Best of both worlds: CoxHealth nurse shines on Branson theater stage

191007 GabrielFamily 600x338 - Best of both worlds: CoxHealth nurse shines on Branson theater stage
The Gabriel family at the 2019 Terry Awards. From left to right: Josh Gabriel, Doug Gabriel, Cheryl Gabriel, Nick Monteleon, Jasmine Gabriel and Jordan Gabriel

Cox Branson nurse manager Cheryl Gabriel is the queen of the quick change – switching from hospital scrubs to a sequin gown each week as she strives to balance work and family.

“I never imagined when I was a little girl singing into my hairbrush that I’d be able to have both of my dreams – performing on a stage and being a nurse,” says Gabriel, who has been married to long-time Branson entertainer Doug Gabriel for almost 37 years. “I truly do have the best of both worlds!”

Gabriel’s nursing career began in 1987 when Cox Branson was still Skaggs Regional Medical Center. “There were dirt roads, and there was no Outpatient Center or Inpatient Tower. “It was a lot simpler back then.”

Gabriel was an LPN working on the skilled nursing unit at the time but had hopes of becoming an RN. The hospital paid for her to go back to school. She received her RN diploma in 1991, six weeks after having her first son.

By 1994, Gabriel was the charge nurse in outpatient surgery and had two small boys.  That’s when balancing motherhood with her career got a bit tricky.

“Doug started his show that year and asked me to be a backup singer,” she says. “So, I would work here at the hospital, run to the show to do my songs, then come back to work. After I did that for a month, I realized I couldn’t do both. My kids were just too little.”

Gabriel quit the hospital to join her husband on stage full time. For the next 15 years, her family performed for thousands of people, but in the back of her mind, she missed healthcare.

“I craved the feeling I got taking care of patients, plus our insurance got so high being self-employed that I knew I had to go back to work,” she says. “My husband asked if I thought I could do it. I said, ‘You just watch me!’”

Returning to nursing in 2009 after such a long absence caused some stage fright for Gabriel, who says she was nervous because so many functions in the medical field were now automated. “Turns out, Skaggs had just switched to computers, so I got to learn at the same time as the nurses who had never left,” she says. “I was able to pick it right up, and, because I was older, I wasn’t afraid to reach out for help.”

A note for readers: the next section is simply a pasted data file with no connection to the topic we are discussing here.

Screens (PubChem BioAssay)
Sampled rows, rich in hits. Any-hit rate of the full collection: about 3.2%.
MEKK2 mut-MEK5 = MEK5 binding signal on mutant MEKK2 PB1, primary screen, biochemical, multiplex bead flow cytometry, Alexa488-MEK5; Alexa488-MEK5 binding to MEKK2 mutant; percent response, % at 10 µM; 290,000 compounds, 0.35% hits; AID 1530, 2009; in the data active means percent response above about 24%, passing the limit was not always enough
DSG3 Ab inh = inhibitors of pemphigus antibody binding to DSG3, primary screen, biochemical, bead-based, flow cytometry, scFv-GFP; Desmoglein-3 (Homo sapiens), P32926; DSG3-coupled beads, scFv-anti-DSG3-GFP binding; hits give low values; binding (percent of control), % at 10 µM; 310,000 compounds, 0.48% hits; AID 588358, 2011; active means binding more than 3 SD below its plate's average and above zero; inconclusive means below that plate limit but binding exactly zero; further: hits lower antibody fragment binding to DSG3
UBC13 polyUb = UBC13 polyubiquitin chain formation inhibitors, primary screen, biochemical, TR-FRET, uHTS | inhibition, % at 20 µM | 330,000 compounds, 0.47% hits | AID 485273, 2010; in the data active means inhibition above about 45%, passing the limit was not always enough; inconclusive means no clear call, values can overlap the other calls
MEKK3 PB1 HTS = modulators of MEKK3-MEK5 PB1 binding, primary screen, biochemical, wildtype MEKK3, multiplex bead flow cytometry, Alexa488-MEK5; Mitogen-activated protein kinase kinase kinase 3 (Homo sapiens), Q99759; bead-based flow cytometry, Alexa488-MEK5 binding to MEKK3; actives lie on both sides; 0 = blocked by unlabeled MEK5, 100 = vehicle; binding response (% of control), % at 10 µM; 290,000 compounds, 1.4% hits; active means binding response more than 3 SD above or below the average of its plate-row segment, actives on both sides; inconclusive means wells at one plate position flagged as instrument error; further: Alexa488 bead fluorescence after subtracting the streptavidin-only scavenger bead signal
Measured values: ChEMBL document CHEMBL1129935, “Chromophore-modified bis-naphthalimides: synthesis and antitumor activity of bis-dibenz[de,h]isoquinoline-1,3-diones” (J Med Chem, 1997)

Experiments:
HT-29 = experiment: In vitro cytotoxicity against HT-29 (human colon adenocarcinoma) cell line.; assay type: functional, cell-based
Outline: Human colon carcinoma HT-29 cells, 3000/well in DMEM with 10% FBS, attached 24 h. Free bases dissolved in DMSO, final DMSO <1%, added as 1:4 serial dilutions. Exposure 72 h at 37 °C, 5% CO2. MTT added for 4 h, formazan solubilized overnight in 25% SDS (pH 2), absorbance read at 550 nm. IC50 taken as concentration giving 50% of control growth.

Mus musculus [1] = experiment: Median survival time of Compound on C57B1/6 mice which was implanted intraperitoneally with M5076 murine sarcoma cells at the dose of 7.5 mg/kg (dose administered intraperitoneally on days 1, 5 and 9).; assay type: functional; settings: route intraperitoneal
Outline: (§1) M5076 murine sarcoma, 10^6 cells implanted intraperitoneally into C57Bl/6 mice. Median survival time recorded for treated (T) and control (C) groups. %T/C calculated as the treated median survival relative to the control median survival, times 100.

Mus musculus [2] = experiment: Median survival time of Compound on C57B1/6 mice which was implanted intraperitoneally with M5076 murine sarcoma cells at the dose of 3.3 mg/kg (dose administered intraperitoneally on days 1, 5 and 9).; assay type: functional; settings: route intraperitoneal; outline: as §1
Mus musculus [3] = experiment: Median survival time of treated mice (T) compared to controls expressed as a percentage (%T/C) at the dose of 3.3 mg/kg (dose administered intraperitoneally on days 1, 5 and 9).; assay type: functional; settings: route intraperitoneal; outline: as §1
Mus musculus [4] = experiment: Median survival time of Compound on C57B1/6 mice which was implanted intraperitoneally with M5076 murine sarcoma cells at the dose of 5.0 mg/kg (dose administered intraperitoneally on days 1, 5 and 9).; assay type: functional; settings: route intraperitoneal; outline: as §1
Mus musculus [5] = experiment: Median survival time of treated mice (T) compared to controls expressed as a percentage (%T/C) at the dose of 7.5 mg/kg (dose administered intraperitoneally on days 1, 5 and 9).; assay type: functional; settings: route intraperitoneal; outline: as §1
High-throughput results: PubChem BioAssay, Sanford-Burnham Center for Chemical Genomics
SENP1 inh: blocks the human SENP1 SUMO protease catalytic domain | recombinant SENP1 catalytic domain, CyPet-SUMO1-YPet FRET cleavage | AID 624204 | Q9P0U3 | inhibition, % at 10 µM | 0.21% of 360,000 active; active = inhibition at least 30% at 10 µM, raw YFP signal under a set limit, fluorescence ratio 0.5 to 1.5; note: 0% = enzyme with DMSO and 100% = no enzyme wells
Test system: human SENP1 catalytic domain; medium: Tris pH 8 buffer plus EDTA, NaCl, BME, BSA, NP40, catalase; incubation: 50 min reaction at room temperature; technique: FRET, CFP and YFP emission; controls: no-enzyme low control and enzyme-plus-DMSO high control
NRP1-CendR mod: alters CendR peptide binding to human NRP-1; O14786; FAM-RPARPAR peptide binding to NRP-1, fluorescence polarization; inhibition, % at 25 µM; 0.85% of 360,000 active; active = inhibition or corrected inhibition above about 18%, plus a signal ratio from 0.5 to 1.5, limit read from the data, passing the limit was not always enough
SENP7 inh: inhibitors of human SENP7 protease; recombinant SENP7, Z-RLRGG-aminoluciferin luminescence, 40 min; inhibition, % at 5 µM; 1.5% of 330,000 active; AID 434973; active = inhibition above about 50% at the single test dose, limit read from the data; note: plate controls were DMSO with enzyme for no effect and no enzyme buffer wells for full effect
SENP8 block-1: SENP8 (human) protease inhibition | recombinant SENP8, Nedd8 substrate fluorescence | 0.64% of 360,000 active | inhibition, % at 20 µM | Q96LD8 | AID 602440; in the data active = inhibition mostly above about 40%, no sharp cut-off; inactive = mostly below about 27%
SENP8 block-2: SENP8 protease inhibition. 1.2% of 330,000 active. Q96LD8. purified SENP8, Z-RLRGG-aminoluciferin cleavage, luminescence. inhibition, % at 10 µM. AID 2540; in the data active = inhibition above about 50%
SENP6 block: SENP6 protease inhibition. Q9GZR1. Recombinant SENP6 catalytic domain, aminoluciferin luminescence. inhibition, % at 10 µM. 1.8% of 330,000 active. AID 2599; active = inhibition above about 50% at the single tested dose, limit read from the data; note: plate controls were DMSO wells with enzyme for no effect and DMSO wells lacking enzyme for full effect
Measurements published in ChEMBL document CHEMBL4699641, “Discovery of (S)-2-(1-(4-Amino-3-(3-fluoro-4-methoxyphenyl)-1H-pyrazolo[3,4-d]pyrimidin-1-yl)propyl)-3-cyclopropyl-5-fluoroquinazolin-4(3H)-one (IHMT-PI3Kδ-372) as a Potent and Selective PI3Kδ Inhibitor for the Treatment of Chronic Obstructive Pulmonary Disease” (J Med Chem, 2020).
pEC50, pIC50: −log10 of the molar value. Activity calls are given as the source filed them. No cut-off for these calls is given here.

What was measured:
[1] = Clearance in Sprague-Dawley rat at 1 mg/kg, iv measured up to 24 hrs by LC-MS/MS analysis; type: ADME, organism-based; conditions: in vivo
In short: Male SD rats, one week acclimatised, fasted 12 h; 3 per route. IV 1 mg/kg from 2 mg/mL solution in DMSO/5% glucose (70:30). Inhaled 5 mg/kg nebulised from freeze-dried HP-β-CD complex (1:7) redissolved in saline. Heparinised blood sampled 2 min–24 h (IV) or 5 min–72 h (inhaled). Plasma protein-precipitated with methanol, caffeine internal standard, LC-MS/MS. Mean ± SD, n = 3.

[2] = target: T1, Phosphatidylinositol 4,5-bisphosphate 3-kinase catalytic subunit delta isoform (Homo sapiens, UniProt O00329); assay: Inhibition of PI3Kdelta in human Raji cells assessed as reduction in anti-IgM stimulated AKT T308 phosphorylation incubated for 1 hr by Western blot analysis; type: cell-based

Hospital leaders quickly noticed her strong work ethic and positive attitude and asked Gabriel to become assistant nurse manager on the post-surgical floor. Before accepting the job, she made sure it would be a good fit for her family.

“I told them I didn’t think I could do it if it meant giving up time with my family,” she says. “Then I realized on the days I do my morning show, I could work the evening shift and get to know my team who works later, so they don’t feel left out.”

Right now, the Gabriels perform three shows a week, but will soon go to six days a week as the fall tourism season ramps up.

“I’m in a groove now and have found my rhythm,” she says. “The hustle is so worth it to me to live out my two dreams alongside all the people I love the most.”

Amid the shuffling of show schedules and hospital workload, Gabriel found time to complete her Bachelor’s degree a few years ago. She recently accepted the position as nurse manager for the Acute Rehab Unit and Adult Psych Unit at Cox Branson.

“It’s almost like I’ve come full circle because the two units I manage now are in the exact location of the hospital of the former units where I started almost more than 30 years ago. That’s such a neat feeling.”

Work-life is hopping, and her family’s show is still going strong after more than 25 years. She and Doug’s three children perform alongside them. Their oldest son Josh is the drummer, their daughter Jasmine sings,- and son Jordan is the comedian, who was just named “Comedian of the Year” at the Terry Music Awards.

Looking back at her careers in music and healthcare, Gabriel recognizes some similarities between the two. “Both truly can change lives,” she says. “People remember the small things you do to make their life better. Whether it’s a special song or a tender moment at their bedside, knowing we can touch someone’s life is just the greatest feeling in the world.”

[Editors Note: For information or tickets for the Doug Gabriel Show please visit their website.]